Italiangreyhound Thu 10-Mar-16 00:37:52

Totally agree with getyourfingeroutyournose.

If things have gone badly wrong and there may be a reason, the other boy is very unhappy etc. There may also be no problem for him and he is making problems for your son for no reason.

Please reassure your son this is not OK and you want his input in how to handle it, help him to feel in control but ultimately you cannot allow him to suffer in this way and he needs to understand this.

Good luck.

Please do tell us how things go.

AlpacaLypse Thu 10-Mar-16 01:19:36

Twice I've not spoken to school about issues because one of my children has begged and pleaded for me not to -and both times in retrospect I wish I had.

Children are largely instinctive people pleasers I think, it sounds to me like your son is falling into that category.

'Blanking' sounds like emotional bullying of the worst sort, it took me many years to recover from it.

Much better to try to do something than to leave it, IMO.

ThumbWitchesAbroad Thu 10-Mar-16 01:39:41

I agree you should talk to the school; the bullying is after all happening AT school and they should both be made aware of it and deal with it.

I would also find a way to cancel the after-school socialising. Sickness in the house is the easiest option; but if you don't want to prevaricate then you'll need to find a way to explain that you've heard her DS doesn't actually like coming and is making your son unhappy so in fact you'd rather not inflict this situation on either of them.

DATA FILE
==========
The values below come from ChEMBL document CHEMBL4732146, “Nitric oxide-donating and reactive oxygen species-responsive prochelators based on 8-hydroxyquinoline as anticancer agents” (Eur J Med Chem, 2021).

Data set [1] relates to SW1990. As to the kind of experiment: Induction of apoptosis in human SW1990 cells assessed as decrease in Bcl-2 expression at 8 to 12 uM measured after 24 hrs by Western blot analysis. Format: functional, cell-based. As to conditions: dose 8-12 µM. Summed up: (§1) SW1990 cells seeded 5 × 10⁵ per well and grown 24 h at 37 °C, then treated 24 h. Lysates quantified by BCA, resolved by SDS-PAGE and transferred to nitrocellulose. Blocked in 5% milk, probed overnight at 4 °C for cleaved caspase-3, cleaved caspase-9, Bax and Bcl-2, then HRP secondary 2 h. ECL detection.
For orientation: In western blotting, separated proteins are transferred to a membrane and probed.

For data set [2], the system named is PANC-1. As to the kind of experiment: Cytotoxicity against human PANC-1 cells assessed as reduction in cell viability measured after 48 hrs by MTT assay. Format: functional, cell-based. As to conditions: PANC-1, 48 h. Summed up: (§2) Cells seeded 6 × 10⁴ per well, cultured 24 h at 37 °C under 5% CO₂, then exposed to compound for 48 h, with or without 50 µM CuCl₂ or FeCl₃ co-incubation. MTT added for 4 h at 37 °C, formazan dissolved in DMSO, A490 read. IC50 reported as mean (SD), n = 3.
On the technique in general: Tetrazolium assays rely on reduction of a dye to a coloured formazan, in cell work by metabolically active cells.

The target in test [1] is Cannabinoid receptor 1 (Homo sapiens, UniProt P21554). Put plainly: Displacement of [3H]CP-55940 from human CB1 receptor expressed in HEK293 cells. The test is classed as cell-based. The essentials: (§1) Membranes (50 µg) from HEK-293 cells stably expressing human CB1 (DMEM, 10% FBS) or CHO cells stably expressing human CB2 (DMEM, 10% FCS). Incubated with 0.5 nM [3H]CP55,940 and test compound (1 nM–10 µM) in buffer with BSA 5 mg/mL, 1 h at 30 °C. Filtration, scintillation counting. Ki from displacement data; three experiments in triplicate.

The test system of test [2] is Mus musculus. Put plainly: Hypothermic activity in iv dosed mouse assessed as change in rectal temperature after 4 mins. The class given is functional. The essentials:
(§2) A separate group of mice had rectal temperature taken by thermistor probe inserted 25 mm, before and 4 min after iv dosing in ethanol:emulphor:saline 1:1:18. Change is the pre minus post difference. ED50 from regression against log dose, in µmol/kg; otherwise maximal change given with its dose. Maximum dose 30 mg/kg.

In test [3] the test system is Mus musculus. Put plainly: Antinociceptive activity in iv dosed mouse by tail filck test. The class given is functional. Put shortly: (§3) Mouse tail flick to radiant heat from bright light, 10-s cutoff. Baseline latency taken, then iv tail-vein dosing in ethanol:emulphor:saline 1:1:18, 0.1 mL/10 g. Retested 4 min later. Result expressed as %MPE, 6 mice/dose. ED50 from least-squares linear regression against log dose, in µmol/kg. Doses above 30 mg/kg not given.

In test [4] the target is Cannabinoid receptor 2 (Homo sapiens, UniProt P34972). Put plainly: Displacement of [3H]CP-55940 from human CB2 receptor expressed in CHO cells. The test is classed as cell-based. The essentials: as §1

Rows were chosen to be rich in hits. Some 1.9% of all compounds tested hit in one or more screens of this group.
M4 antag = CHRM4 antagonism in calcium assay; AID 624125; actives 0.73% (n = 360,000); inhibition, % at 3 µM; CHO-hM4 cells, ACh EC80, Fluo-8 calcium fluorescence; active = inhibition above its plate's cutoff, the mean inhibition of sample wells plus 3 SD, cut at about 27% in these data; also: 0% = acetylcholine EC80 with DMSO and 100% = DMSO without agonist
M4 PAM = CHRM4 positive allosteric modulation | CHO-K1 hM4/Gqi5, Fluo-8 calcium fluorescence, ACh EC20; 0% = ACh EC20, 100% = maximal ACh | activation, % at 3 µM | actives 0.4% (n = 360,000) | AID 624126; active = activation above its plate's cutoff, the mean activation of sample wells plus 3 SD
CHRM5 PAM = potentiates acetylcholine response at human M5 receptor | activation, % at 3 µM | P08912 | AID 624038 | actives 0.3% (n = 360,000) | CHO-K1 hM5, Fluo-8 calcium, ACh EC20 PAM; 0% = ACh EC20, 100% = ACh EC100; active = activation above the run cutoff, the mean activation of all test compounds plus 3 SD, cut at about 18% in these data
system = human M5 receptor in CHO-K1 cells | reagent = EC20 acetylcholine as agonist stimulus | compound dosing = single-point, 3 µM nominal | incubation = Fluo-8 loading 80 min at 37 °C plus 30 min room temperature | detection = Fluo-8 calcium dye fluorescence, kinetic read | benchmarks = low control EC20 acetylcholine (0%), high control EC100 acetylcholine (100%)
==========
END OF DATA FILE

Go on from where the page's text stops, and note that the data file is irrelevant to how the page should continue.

I absolutely would not have that child back in my house.

Atenco Thu 10-Mar-16 03:22:14

As a mother I would certainly prefer to be told if my child was a bully, as I am ultimately responsible for what kind of person my child turns out to be. Unfortunately not every mother feel the same way I do.

Parrish Thu 10-Mar-16 04:31:06

Tell the school. Tell the mum the boy doesn't like coming and it's making your son unhappy. The school will contact her and she will put two and two together. If she contacts you then, then you can speak to her about what's going on. She will thank you, if she's sensible.

I think you've let this go on long enough. All of these children need guidance now.

Sallyhasleftthebuilding Thu 10-Mar-16 04:40:53

As they were BF I would text mom -

I would want to know and she may well be better placed to deal with it than school.

I have had better outcomes via parents than school on this issue - if only I'd told mom sooner - schools do not necessarily inform parents if these matters -

brotherhoodofspam Thu 10-Mar-16 07:09:43

Thanks for all the really helpful comments. I think if it were the other way round I'd prefer to be told rather than hear it from the school and there were some useful suggestions for writing this. I'm going to speak to DS again with DH this morning and make a plan, will let you know the upshot.

ThumbWitchesAbroad Thu 10-Mar-16 07:14:42

Good luck with it, Brotherhood.

Ameliablue Thu 10-Mar-16 07:20:20

Normally I would speak to the school first about bullying but in this case you have a long standing out of school arrangement so for that reason, I would speak directly to the mum rather than cancelling and making up a reason.